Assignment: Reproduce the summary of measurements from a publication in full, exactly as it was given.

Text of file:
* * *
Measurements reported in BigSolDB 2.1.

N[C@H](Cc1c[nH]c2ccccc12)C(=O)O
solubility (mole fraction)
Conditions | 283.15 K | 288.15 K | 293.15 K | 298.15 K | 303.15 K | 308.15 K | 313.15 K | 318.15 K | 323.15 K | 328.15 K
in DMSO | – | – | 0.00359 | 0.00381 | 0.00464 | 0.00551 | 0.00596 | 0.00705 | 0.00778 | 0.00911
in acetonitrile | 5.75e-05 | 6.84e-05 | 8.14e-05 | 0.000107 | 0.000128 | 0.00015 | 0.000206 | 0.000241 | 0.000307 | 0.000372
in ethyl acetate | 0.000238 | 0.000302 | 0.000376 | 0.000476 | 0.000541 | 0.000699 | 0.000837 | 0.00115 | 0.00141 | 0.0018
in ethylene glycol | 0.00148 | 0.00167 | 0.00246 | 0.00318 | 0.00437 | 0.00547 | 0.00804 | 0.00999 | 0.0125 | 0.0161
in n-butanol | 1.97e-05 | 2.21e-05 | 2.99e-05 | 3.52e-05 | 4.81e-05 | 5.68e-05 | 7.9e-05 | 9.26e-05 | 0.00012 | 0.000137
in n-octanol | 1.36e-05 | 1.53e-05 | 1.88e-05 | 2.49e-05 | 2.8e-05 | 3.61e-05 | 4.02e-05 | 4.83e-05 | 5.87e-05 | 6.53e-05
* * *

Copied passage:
Measurements reported in BigSolDB 2.1.

N[C@H](Cc1c[nH]c2ccccc12)C(=O)O
solubility (mole fraction)
Conditions | 283.15 K | 288.15 K | 293.15 K | 298.15 K | 303.15 K | 308.15 K | 313.15 K | 318.15 K | 323.15 K | 328.15 K
in DMSO | – | – | 0.00359 | 0.00381 | 0.00464 | 0.00551 | 0.00596 | 0.00705 | 0.00778 | 0.00911
in acetonitrile | 5.75e-05 | 6.84e-05 | 8.14e-05 | 0.000107 | 0.000128 | 0.00015 | 0.000206 | 0.000241 | 0.000307 | 0.000372
in ethyl acetate | 0.000238 | 0.000302 | 0.000376 | 0.000476 | 0.000541 | 0.000699 | 0.000837 | 0.00115 | 0.00141 | 0.0018
in ethylene glycol | 0.00148 | 0.00167 | 0.00246 | 0.00318 | 0.00437 | 0.00547 | 0.00804 | 0.00999 | 0.0125 | 0.0161
in n-butanol | 1.97e-05 | 2.21e-05 | 2.99e-05 | 3.52e-05 | 4.81e-05 | 5.68e-05 | 7.9e-05 | 9.26e-05 | 0.00012 | 0.000137
in n-octanol | 1.36e-05 | 1.53e-05 | 1.88e-05 | 2.49e-05 | 2.8e-05 | 3.61e-05 | 4.02e-05 | 4.83e-05 | 5.87e-05 | 6.53e-05